It appears that the politicization contagion raging in Middle East studies programs has metastasized to Jewish studies. Campus Watch editors report that in March 2011 an open letter was signed by 30 University of California Jewish studies faculty members attempting to rationalize the disruption of a lecture by Michael Oren, Israeli ambassador to the United States, at the University of California, Irvine, campus in February 2010.
Posted as the “Stand With The Eleven” (the 11 being the offending members of the radical Muslim Student Union charged with misdemeanor conspiracy to disturb a meeting), the letter states:
“As faculty affiliated with Jewish Studies at the University of California, we are deeply distressed by the decision of the District Attorney in Orange County, California, to file criminal charges against Muslim students who disrupted Israeli Ambassador Michael Oren’s speech on the UC Irvine campus last year. While we disagree with the students’ decision to disrupt the speech, we do not believe such peaceful protest should give rise to criminal liability. The individual students and the Muslim Student Union were disciplined for this conduct by the University, including suspending the MSU from functioning as a student organization for a quarter. This is sufficient punishment. There is no need for further punitive measures, let alone criminal prosecution and criminal sanctions.”
One might assume that in the interests of a free and open campus, a college administration and faculty would recognize the implicit danger to the academic enterprise when force is employed to prevent a speaker from delivering his lecture. Despite the claim in the letter, the protest was not peaceful, and the penalties imposed are mild by any reasonable standard. But what is particularly notable, based on the research of Campus Watch editors, is that the signatories to the letter all share antipathy to the state of Israel. One is an apologist for Hamas, another supports an Israeli divestment bill, a third refers to Israel as “an apartheid regime,” and a fourth claims the Israel lobby “has the power to silence its critics.”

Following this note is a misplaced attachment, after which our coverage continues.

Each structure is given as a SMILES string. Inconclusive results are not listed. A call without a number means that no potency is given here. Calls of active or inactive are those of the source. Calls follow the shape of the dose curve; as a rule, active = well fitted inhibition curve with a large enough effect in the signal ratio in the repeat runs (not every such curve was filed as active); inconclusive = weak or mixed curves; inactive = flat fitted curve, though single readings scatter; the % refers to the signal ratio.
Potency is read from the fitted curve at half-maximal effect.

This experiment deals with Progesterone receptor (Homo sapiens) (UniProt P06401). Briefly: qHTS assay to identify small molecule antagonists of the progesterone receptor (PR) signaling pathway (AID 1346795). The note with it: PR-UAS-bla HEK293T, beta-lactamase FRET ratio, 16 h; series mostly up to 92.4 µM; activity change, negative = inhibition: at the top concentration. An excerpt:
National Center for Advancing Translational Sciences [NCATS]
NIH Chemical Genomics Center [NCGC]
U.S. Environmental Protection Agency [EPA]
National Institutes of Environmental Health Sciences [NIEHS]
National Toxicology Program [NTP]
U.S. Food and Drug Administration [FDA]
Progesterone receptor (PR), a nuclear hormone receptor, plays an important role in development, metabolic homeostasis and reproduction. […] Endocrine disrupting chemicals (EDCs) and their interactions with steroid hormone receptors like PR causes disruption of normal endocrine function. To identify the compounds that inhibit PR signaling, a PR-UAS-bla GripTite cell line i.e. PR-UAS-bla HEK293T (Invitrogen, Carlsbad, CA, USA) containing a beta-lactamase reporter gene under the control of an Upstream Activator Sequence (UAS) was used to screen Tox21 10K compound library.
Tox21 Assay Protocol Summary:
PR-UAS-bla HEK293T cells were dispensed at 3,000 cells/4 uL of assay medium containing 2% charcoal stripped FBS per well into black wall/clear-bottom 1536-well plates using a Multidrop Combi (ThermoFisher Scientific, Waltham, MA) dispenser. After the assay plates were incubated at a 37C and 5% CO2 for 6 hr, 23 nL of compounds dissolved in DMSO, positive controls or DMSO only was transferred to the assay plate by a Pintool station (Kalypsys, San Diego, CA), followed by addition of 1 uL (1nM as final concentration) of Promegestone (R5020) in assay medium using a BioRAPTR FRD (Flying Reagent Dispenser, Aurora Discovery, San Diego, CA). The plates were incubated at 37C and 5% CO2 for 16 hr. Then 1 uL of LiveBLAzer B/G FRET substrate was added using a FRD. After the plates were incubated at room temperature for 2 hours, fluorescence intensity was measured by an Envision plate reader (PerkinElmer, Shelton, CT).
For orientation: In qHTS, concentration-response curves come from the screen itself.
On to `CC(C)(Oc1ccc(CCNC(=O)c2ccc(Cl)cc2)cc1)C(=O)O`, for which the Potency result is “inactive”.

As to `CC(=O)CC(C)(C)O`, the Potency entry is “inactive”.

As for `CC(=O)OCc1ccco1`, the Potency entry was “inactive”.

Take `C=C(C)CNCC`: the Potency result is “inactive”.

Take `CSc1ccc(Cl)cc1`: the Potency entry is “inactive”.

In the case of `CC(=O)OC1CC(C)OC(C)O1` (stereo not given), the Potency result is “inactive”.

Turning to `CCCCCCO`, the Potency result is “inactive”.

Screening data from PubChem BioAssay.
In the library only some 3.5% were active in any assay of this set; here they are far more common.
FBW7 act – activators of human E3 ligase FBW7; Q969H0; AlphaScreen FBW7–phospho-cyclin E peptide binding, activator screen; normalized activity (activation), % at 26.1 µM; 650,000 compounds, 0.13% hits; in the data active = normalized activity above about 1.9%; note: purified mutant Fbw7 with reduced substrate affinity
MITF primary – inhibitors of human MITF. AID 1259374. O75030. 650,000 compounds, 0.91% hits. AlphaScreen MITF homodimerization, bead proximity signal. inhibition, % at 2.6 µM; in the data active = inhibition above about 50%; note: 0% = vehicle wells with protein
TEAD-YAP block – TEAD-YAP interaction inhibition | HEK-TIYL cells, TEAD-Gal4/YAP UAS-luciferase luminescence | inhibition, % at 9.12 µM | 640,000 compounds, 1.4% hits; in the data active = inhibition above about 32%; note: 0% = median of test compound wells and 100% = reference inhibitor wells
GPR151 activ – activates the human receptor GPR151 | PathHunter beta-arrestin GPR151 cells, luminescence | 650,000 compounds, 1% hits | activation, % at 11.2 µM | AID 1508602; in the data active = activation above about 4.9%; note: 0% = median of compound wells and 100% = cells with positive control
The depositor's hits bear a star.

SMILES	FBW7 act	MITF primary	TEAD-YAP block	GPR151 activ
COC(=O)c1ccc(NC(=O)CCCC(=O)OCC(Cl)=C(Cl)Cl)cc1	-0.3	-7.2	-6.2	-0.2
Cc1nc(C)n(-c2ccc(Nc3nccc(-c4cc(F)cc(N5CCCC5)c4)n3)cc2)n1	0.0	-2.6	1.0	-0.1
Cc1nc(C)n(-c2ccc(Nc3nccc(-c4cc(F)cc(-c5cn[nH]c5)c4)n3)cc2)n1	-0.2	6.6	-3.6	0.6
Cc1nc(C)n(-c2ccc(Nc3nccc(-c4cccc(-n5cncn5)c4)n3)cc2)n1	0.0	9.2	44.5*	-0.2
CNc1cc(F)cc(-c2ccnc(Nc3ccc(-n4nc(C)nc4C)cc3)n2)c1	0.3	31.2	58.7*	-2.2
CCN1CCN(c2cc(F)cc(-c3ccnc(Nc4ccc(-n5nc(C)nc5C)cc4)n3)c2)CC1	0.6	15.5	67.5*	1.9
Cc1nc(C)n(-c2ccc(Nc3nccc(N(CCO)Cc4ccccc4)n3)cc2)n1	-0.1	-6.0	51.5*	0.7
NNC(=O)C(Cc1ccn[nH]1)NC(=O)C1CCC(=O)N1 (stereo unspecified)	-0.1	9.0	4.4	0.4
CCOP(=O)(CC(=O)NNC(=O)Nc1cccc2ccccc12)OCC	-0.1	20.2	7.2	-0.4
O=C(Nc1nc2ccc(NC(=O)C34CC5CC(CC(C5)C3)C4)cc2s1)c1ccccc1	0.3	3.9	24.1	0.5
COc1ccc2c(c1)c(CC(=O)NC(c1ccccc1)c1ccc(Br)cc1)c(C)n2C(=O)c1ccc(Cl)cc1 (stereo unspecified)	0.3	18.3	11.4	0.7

Moreover, these same professors have averted their gaze from the rising tide of anti-Semitism on campus. Jewish students reportedly have been subjected to swastikas, anti-Semitic graffiti, and physical and verbal aggression. Yet campus response has been restrained (arguably nonexistent). Kenneth Marcus, head of the Anti-Semitism Initiative at the Institute for Jewish and Community Research, wrote that the examples cited have “become sadly emblematic of a wave of anti-Israel and anti-Semitic incidents that have rippled across the county, nowhere more so than in the ‘Golden State,’ which has become an epicenter for the new Anti-Semitism in America.”
It is instructive that the professors in Jewish studies are more concerned with the status of Muslim students than the attacks on Jews. On second thought, this may not be surprising at all. For in this case, the radical sensibility trumps religious affiliation. By invoking attitudes toward Muslim students in their letter, these Jewish Studies professors, by implication, are addressing values detrimental to the academic environment. Yet curiously, anti-Semitic hatred and violence do not get their attention.
One of the signatories, UC Davis Prof. David Biale, criticized a U.S. Department of Education’s Office of Civil Rights statement protecting Jewish students from ethnicity- or race-based harassment. He said, this is “a very bizarre tactic” because, as he noted, “the Jews are a group with power.” Apparently Biale has overlooked the growing influence of Muslims in the U.S. and elsewhere, the oil card played by Muslim-dominated states, and the 57 Muslim nations in the United Nations that vote as a bloc.
Of course, none of this makes any difference to those driven by an ideological aversion to Jews and Israel. Jewish self-hatred isn’t new, but it is no less detestable in its present form.